Ikebana is a three dimension figurative art. It is also known and described as Kado, an expression which attempt to change the given space by composing plant materials such as seasonal flowers, branches, leaves, and grasses. Since most of ikebana are made of plant materials with life, both of temporal and spatial restrictions are imposed to those who make an ikebana. These restrictions really draw a sharp contrast between Ikebana and any other artistic expressions. How the unique beauty and vitality of plants be maximized, a few elements by trimming parts ultimately be harmonized and stood out―――. When gazing at plant materials intently to make an ikebana, you are going to face to silence deeply and spiritually. The work reflects your personality and feeling naturally if you put your thought into plants by the creation with materials you meet only once in a lifetime. Finally the only one ikebana by your own will appear beyond the routine form.
The Origin of Ikebana
Japanese traditional art Ikebana has been handed down from the teacher to the student over a long period of history. Although it is not certain where ikebana originated, most commonly mentioned are Yorishiro and Kuge.
Yorishiro is a part of Shinto rituals. In ancient times people believed in Shinto gods would come to tall tree or huge rock, so they held up some evergreen branches high and tried to invite Shinto gods. Kuge is one of Buddhist action which came from China with arrival of Buddhist teaching. Monks offered flowers to statues of the Buddha. It would appear that these two customs had developed into ikebana. Since we do not have enough historical materials about the origin, it is so difficult to determine it. However, the interesting thing is that the origin of ikebana may evolve from the fear or pray to Mother Nature and existence beyond knowledge.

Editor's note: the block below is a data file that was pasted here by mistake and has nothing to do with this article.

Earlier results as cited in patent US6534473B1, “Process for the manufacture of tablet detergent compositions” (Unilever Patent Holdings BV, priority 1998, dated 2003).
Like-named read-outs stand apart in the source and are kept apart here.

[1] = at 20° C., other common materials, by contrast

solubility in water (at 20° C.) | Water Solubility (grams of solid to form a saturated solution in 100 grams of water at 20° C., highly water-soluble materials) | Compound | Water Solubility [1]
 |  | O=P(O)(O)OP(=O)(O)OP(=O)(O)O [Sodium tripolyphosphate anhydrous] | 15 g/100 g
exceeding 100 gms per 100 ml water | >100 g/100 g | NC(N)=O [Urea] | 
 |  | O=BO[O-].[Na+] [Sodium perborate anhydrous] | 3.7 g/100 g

The Development of Ikebana
Although Japanese people have been familiar with nature and loving plants since long ago, the styles of ikebana we see today were perfected in the Muromachi period (1338–1573). At that time traditional Japanese way of drinking tea and Noh arose. Also paintings, architecture and gardening culture had developed greatly and a particular space called “oshiita” was created in mansions and temples. It was an origin of tokonoma, which means an elevated alcove in a traditional Japanese room, people decorated this space with a flower vase, an incense burner and candlestick. Gradually the style of flower arrangement to decorate oshiita had been appearing. Additionally an architectural style called shoin zukuri was born in the middle of 15th century. It has special facilities which include tokonoma, chigaidana and shoin. The idea to decorate rooms or gardens with plant materials had been developed by the various ingenuities to garnish this new style architecture shoin zukuri. Until then, flower arrangements were put at the portable place, now they were placed at the specific space tokonoma and the style of ikebana had been evolved to form gradually. In this way ikebana became to be intended to appreciate separating from religion. At first ikebana was an accomplishment for people in high places like samurai. In the Edo period ikebana spread among ordinary people and it had changed the style in steps. In addition many schools were created in the process. Ikebana was male-centered culture until then, it had attracted widespread popularity because it opened the door to women in Meiji period.